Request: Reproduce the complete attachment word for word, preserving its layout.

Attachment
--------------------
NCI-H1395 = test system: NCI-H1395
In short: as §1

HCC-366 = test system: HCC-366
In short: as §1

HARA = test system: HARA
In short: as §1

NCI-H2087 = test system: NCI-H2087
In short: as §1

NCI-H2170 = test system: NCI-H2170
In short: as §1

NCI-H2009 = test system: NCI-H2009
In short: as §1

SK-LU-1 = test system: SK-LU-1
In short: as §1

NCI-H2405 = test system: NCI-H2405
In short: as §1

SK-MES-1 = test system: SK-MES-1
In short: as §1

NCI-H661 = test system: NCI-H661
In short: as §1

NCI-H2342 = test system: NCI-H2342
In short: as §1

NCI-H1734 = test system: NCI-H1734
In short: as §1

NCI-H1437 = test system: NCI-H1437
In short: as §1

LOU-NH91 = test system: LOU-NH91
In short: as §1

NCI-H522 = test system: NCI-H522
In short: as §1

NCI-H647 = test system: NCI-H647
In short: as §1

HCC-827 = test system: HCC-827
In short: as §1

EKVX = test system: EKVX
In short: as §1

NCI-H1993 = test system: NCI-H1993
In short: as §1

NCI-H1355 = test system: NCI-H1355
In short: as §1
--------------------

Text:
NCI-H1395 = test system: NCI-H1395
In short: as §1

HCC-366 = test system: HCC-366
In short: as §1

HARA = test system: HARA
In short: as §1

NCI-H2087 = test system: NCI-H2087
In short: as §1

NCI-H2170 = test system: NCI-H2170
In short: as §1

NCI-H2009 = test system: NCI-H2009
In short: as §1

SK-LU-1 = test system: SK-LU-1
In short: as §1

NCI-H2405 = test system: NCI-H2405
In short: as §1

SK-MES-1 = test system: SK-MES-1
In short: as §1

NCI-H661 = test system: NCI-H661
In short: as §1

NCI-H2342 = test system: NCI-H2342
In short: as §1

NCI-H1734 = test system: NCI-H1734
In short: as §1

NCI-H1437 = test system: NCI-H1437
In short: as §1

LOU-NH91 = test system: LOU-NH91
In short: as §1

NCI-H522 = test system: NCI-H522
In short: as §1

NCI-H647 = test system: NCI-H647
In short: as §1

HCC-827 = test system: HCC-827
In short: as §1

EKVX = test system: EKVX
In short: as §1

NCI-H1993 = test system: NCI-H1993
In short: as §1

NCI-H1355 = test system: NCI-H1355
In short: as §1